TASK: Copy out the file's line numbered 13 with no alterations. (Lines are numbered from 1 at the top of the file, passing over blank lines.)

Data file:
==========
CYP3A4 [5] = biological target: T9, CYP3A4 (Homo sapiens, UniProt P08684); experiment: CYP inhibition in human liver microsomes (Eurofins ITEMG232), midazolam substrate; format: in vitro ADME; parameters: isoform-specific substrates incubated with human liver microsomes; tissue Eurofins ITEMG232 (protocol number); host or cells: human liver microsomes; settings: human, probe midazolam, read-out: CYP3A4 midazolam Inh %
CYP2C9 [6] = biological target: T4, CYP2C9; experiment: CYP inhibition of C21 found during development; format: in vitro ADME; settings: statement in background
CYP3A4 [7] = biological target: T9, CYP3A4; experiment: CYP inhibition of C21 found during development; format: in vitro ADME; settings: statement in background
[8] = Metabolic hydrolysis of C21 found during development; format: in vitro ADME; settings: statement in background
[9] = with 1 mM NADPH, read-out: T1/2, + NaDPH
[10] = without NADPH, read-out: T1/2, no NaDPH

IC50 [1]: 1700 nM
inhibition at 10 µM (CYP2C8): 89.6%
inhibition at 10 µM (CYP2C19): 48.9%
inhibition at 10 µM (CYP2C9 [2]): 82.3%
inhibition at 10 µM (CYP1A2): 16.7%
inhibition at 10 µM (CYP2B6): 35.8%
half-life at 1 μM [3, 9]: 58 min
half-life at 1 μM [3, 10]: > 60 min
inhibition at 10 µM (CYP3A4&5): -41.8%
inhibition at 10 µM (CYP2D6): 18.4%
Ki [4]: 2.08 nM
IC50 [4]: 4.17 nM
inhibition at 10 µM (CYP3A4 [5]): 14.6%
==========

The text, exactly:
half-life at 1 μM [3, 9]: 58 min